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A) So, I take it they would be happy if we tossed the election results aside until we got a government of our liking?

B) So, If the election results came up with an out of nowhere Sunni win, would the same-said reporters be saying that it must be something the US did to help their Saudi friends?

C) The election that put Schroeder and his party into office didnt go the way the US wanted either. Funny how quiet everyone in Germany is over that.

For the Kurds and the Shias, the election was payback time. As for the Sunnis, the disenfranchised themselves. And with those disenfranchised Sunnis, enter their home grown "Jesse Jacksons" who bitch about the results. True that most Sunnis avoided the polls because of security concerns, particularly in the Sunni triangle. But Western oberservers who are still carping about the Iraqi elections should also take note that the Sunnis shot themselves in the foot.

What's amazing to point out is the restraint of the Shia and Kurdish communities in Iraq. They could have easily allied with each other, and eliminated the Sunnis in Iraq. (And when I say "eliminate," I mean along the lines genocide.) But they did not. Instead, the Shia and Kurds opted for a more peaceful and democratic means to express their rigthful anger and resentment after years of marginalization. The world should commend the Shias and Kurds for their actions.

The elections have come and gone, and still their is no civil war to speak of. True there is an insurgency, which is led by Abu Musab al-Zarqawi (who is Jordanian, not Iraqi) and his Sunni followers. But while civil wars are fought among the citizens of a country, the situation in Iraq pits Iraqis against foreign Islamists. All this talk about civil war is just another attempt by the Left to deligitimize the current government in Iraq and pray for another Vietnam. And with all the events that have transpired last month, the prayers have not been answered.

@ Carl

If the Sunni do not stop the bombing attacks on the Shia at some point it may come to that. It's is not the Shia and Kurd majority that is launching these attacks on civilians in Shia and Kurdish areas. Can anyone blame them when it happens? All the Sunni have to do is pick up the phone and turn the terrorists in. It's not happening. The Shia and Kurds are doing their part and have shown up to this point incredible restraint. No one can reasonably expect that to last for ever can they?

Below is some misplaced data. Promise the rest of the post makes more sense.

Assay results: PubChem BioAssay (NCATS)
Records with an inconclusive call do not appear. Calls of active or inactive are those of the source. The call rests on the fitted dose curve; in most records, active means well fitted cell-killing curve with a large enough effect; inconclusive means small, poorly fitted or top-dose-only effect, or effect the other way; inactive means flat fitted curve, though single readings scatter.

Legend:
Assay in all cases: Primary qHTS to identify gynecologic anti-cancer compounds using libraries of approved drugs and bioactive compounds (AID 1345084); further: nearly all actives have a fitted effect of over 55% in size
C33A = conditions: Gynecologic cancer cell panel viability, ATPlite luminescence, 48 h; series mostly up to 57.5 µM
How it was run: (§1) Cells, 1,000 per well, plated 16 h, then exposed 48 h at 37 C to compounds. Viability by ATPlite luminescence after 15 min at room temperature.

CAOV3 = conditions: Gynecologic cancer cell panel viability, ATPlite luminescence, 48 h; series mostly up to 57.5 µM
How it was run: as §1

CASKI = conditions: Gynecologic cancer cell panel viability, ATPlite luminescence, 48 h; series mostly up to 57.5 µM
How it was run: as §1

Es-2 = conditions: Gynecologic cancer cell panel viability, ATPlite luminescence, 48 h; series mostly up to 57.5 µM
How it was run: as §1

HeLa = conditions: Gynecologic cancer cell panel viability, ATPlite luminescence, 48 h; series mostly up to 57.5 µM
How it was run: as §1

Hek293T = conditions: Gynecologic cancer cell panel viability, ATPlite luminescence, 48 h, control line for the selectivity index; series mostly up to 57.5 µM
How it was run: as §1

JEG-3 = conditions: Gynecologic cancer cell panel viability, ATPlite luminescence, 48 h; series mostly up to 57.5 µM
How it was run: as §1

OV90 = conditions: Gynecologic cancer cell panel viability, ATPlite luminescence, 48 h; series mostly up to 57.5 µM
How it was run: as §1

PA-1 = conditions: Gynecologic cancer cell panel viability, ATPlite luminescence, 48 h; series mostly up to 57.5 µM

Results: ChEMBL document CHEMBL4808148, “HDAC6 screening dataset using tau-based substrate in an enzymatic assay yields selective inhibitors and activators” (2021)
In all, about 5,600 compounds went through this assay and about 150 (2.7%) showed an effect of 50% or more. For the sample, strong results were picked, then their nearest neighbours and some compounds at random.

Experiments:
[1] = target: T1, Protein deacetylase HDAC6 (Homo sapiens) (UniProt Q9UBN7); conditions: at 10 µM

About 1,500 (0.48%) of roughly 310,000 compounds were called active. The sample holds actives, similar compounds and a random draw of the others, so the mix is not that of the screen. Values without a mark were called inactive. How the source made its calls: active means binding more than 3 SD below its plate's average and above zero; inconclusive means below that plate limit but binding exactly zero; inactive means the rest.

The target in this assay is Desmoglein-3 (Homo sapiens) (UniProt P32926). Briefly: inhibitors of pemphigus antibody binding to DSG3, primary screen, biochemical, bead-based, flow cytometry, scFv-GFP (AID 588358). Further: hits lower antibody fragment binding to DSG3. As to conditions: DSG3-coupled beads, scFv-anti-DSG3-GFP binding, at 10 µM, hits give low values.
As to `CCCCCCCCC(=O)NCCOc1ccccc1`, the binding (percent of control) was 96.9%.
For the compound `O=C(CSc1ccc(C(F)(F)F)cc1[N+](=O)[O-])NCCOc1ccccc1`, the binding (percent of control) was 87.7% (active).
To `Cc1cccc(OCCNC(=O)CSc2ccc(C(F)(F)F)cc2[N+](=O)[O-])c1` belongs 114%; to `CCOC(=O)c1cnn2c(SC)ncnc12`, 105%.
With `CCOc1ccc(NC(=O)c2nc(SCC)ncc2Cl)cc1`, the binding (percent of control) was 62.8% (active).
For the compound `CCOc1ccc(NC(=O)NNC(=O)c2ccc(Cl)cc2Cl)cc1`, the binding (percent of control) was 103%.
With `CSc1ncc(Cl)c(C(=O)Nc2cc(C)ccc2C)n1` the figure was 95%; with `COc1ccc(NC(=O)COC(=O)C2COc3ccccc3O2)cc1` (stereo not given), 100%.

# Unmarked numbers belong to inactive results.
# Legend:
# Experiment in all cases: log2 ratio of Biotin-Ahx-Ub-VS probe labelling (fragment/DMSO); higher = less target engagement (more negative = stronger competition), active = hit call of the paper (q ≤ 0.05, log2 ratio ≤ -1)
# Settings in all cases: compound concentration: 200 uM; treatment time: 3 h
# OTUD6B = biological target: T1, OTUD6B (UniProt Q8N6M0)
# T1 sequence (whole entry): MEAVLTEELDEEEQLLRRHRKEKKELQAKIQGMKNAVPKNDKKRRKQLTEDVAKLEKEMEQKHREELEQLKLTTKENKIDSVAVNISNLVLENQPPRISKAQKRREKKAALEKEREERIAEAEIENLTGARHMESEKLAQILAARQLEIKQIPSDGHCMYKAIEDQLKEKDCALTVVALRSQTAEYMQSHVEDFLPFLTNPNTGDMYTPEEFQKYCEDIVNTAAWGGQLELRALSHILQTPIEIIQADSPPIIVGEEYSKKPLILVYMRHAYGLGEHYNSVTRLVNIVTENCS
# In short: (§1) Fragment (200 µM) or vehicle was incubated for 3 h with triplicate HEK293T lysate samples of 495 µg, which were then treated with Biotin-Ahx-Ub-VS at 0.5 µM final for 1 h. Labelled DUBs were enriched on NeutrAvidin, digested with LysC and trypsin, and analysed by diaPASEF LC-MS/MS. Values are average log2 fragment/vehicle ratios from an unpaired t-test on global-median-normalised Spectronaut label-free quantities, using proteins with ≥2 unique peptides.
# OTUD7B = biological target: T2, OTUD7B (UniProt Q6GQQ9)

As far as the German media goes they and the rest of the 1968ers won't be happy until the Trasnzi elites run the whole world. Telling the truth in the news is secondary to that end. There are plenty of internationalist elites pushing the same thing here in the US. It's just that here they don't control all the major media or the government. Apparently in Germany most people don't care.


"N24's assertion ... is so far removed from reality that one has to wonder whether the network's editors are misinformed, uninformed or simply maliciously bad journalists."

Maybe they're just dumb.

Lebanese Broadcasting Co.'s satellite television news is reporting that the United Iraqi Alliance (UIA), comprising Shiite religious parties, has won an absolute majority (141 seats) after adjustments were made in accordance with electoral procedure.

Just a couple of things come to mind here. First off, the theocracy in Iran did not come into power through due electoral process, but through civil unrest. The current unrest in Iran informs the Iraqi Shia, in contrast to the Iranians who were effectively accepting an untested formula. Secondly, in Iraq - in contrast to Iran - there is no substantial Communist Party who are willing to co-operate and support the theocracy before being [insert euphamism here].

After being oppressed and suppressed for generations, why would Iraqi Arab Shiites want to voluntarily going under the thumb of Iranian Persian Shiites? Sistani is himself Iranian and many of the Iraqi Mullahs spent years in Iran and know the situation there very well. They've come to the conclusion, in line with 1000 year old Shiite theology, that Clerics ought not to be in power. Khomeini is actually a Shiite heretic. They've seen how power corrupts the clerics in Iran and stifles the people. Other than Moqtada Al-
Sadr, the Iraqi Shiite clerics have said often, they do not want a Mullahcracy in Iraq. Sistani has done everything to keep Shiites from retaliating against the Sunnis because of Sunni terrorists.

All of this theocracy threat in Iraq is more wishful hoping that the US fails in Iraq. Will failure in Iraq help Germany? Will American failure help Germany or Europe? No, it'll make the situation far worse. These people simply hate America so much, that they'll hurt their own country in order to see America hurt. What can create such a situaiton? In a word: Envy.